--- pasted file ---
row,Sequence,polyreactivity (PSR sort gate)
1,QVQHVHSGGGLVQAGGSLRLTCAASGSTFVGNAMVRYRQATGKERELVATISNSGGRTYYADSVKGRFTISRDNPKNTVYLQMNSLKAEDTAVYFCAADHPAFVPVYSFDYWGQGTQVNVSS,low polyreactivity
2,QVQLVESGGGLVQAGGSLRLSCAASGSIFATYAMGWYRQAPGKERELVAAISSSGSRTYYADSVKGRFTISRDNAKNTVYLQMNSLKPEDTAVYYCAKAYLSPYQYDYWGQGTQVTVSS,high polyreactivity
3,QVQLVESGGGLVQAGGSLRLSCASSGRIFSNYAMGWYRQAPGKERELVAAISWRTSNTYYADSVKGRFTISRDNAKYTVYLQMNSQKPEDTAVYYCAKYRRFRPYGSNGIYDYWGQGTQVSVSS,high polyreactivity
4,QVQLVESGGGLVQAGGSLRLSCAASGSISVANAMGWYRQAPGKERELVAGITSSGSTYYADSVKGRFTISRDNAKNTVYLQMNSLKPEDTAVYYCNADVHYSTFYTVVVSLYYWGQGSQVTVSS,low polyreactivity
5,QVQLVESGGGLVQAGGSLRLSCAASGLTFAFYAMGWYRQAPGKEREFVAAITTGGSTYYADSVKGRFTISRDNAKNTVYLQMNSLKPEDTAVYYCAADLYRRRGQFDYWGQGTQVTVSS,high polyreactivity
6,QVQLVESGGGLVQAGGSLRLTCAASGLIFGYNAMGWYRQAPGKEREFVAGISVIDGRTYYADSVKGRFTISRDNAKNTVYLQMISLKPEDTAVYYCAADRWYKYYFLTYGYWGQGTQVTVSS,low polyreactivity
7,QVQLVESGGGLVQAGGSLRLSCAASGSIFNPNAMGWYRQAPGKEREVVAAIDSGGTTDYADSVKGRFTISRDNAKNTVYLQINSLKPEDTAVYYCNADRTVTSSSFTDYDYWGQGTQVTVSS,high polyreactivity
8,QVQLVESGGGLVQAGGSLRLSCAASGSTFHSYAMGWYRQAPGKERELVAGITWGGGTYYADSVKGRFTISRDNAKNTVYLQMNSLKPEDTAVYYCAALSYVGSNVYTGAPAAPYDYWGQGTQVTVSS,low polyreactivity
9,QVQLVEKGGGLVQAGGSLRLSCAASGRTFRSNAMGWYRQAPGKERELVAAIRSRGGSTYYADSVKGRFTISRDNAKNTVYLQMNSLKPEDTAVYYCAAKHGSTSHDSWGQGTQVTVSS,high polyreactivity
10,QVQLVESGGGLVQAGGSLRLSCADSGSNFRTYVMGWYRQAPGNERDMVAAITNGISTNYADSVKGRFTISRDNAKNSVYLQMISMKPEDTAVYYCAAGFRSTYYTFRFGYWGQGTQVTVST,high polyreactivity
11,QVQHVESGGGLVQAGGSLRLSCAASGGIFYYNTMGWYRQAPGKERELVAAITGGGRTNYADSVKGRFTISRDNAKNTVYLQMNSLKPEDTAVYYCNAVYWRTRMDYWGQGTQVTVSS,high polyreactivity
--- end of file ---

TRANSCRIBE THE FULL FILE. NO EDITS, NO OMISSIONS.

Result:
row,Sequence,polyreactivity (PSR sort gate)
1,QVQHVHSGGGLVQAGGSLRLTCAASGSTFVGNAMVRYRQATGKERELVATISNSGGRTYYADSVKGRFTISRDNPKNTVYLQMNSLKAEDTAVYFCAADHPAFVPVYSFDYWGQGTQVNVSS,low polyreactivity
2,QVQLVESGGGLVQAGGSLRLSCAASGSIFATYAMGWYRQAPGKERELVAAISSSGSRTYYADSVKGRFTISRDNAKNTVYLQMNSLKPEDTAVYYCAKAYLSPYQYDYWGQGTQVTVSS,high polyreactivity
3,QVQLVESGGGLVQAGGSLRLSCASSGRIFSNYAMGWYRQAPGKERELVAAISWRTSNTYYADSVKGRFTISRDNAKYTVYLQMNSQKPEDTAVYYCAKYRRFRPYGSNGIYDYWGQGTQVSVSS,high polyreactivity
4,QVQLVESGGGLVQAGGSLRLSCAASGSISVANAMGWYRQAPGKERELVAGITSSGSTYYADSVKGRFTISRDNAKNTVYLQMNSLKPEDTAVYYCNADVHYSTFYTVVVSLYYWGQGSQVTVSS,low polyreactivity
5,QVQLVESGGGLVQAGGSLRLSCAASGLTFAFYAMGWYRQAPGKEREFVAAITTGGSTYYADSVKGRFTISRDNAKNTVYLQMNSLKPEDTAVYYCAADLYRRRGQFDYWGQGTQVTVSS,high polyreactivity
6,QVQLVESGGGLVQAGGSLRLTCAASGLIFGYNAMGWYRQAPGKEREFVAGISVIDGRTYYADSVKGRFTISRDNAKNTVYLQMISLKPEDTAVYYCAADRWYKYYFLTYGYWGQGTQVTVSS,low polyreactivity
7,QVQLVESGGGLVQAGGSLRLSCAASGSIFNPNAMGWYRQAPGKEREVVAAIDSGGTTDYADSVKGRFTISRDNAKNTVYLQINSLKPEDTAVYYCNADRTVTSSSFTDYDYWGQGTQVTVSS,high polyreactivity
8,QVQLVESGGGLVQAGGSLRLSCAASGSTFHSYAMGWYRQAPGKERELVAGITWGGGTYYADSVKGRFTISRDNAKNTVYLQMNSLKPEDTAVYYCAALSYVGSNVYTGAPAAPYDYWGQGTQVTVSS,low polyreactivity
9,QVQLVEKGGGLVQAGGSLRLSCAASGRTFRSNAMGWYRQAPGKERELVAAIRSRGGSTYYADSVKGRFTISRDNAKNTVYLQMNSLKPEDTAVYYCAAKHGSTSHDSWGQGTQVTVSS,high polyreactivity
10,QVQLVESGGGLVQAGGSLRLSCADSGSNFRTYVMGWYRQAPGNERDMVAAITNGISTNYADSVKGRFTISRDNAKNSVYLQMISMKPEDTAVYYCAAGFRSTYYTFRFGYWGQGTQVTVST,high polyreactivity
11,QVQHVESGGGLVQAGGSLRLSCAASGGIFYYNTMGWYRQAPGKERELVAAITGGGRTNYADSVKGRFTISRDNAKNTVYLQMNSLKPEDTAVYYCNAVYWRTRMDYWGQGTQVTVSS,high polyreactivity